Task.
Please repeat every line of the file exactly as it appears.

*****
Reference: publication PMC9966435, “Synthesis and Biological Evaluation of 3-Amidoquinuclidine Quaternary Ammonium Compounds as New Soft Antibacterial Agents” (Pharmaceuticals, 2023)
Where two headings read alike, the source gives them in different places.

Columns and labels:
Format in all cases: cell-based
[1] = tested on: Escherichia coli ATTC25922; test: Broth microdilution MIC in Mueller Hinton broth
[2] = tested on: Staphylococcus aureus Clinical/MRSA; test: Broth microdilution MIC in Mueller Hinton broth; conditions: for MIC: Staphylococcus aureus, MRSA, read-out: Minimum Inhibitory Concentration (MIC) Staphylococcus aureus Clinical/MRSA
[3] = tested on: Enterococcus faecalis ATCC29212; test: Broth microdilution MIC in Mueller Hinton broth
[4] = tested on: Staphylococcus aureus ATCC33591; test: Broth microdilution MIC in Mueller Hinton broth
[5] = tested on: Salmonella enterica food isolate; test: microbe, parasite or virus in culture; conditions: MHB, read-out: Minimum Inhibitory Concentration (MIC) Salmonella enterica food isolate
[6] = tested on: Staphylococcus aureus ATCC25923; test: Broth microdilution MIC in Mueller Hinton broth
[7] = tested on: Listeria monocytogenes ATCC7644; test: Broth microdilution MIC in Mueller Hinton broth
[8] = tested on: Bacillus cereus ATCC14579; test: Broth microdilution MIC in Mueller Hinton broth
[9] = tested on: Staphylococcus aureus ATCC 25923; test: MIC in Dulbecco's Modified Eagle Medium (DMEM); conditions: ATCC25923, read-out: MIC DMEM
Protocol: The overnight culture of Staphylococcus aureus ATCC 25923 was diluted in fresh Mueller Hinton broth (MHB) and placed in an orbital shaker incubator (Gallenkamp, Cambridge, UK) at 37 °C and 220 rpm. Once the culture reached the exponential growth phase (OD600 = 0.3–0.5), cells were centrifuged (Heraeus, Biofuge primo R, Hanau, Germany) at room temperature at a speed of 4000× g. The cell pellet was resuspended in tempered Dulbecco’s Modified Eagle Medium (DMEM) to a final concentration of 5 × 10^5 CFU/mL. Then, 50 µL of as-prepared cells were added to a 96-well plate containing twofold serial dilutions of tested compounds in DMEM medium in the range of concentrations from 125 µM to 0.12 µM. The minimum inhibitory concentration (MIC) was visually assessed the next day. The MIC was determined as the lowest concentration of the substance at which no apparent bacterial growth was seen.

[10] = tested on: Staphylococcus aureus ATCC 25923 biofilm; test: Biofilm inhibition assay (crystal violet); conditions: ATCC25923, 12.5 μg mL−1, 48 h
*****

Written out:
Reference: publication PMC9966435, “Synthesis and Biological Evaluation of 3-Amidoquinuclidine Quaternary Ammonium Compounds as New Soft Antibacterial Agents” (Pharmaceuticals, 2023)
Where two headings read alike, the source gives them in different places.

Columns and labels:
Format in all cases: cell-based
[1] = tested on: Escherichia coli ATTC25922; test: Broth microdilution MIC in Mueller Hinton broth
[2] = tested on: Staphylococcus aureus Clinical/MRSA; test: Broth microdilution MIC in Mueller Hinton broth; conditions: for MIC: Staphylococcus aureus, MRSA, read-out: Minimum Inhibitory Concentration (MIC) Staphylococcus aureus Clinical/MRSA
[3] = tested on: Enterococcus faecalis ATCC29212; test: Broth microdilution MIC in Mueller Hinton broth
[4] = tested on: Staphylococcus aureus ATCC33591; test: Broth microdilution MIC in Mueller Hinton broth
[5] = tested on: Salmonella enterica food isolate; test: microbe, parasite or virus in culture; conditions: MHB, read-out: Minimum Inhibitory Concentration (MIC) Salmonella enterica food isolate
[6] = tested on: Staphylococcus aureus ATCC25923; test: Broth microdilution MIC in Mueller Hinton broth
[7] = tested on: Listeria monocytogenes ATCC7644; test: Broth microdilution MIC in Mueller Hinton broth
[8] = tested on: Bacillus cereus ATCC14579; test: Broth microdilution MIC in Mueller Hinton broth
[9] = tested on: Staphylococcus aureus ATCC 25923; test: MIC in Dulbecco's Modified Eagle Medium (DMEM); conditions: ATCC25923, read-out: MIC DMEM
Protocol: The overnight culture of Staphylococcus aureus ATCC 25923 was diluted in fresh Mueller Hinton broth (MHB) and placed in an orbital shaker incubator (Gallenkamp, Cambridge, UK) at 37 °C and 220 rpm. Once the culture reached the exponential growth phase (OD600 = 0.3–0.5), cells were centrifuged (Heraeus, Biofuge primo R, Hanau, Germany) at room temperature at a speed of 4000× g. The cell pellet was resuspended in tempered Dulbecco’s Modified Eagle Medium (DMEM) to a final concentration of 5 × 10^5 CFU/mL. Then, 50 µL of as-prepared cells were added to a 96-well plate containing twofold serial dilutions of tested compounds in DMEM medium in the range of concentrations from 125 µM to 0.12 µM. The minimum inhibitory concentration (MIC) was visually assessed the next day. The MIC was determined as the lowest concentration of the substance at which no apparent bacterial growth was seen.

[10] = tested on: Staphylococcus aureus ATCC 25923 biofilm; test: Biofilm inhibition assay (crystal violet); conditions: ATCC25923, 12.5 μg mL−1, 48 h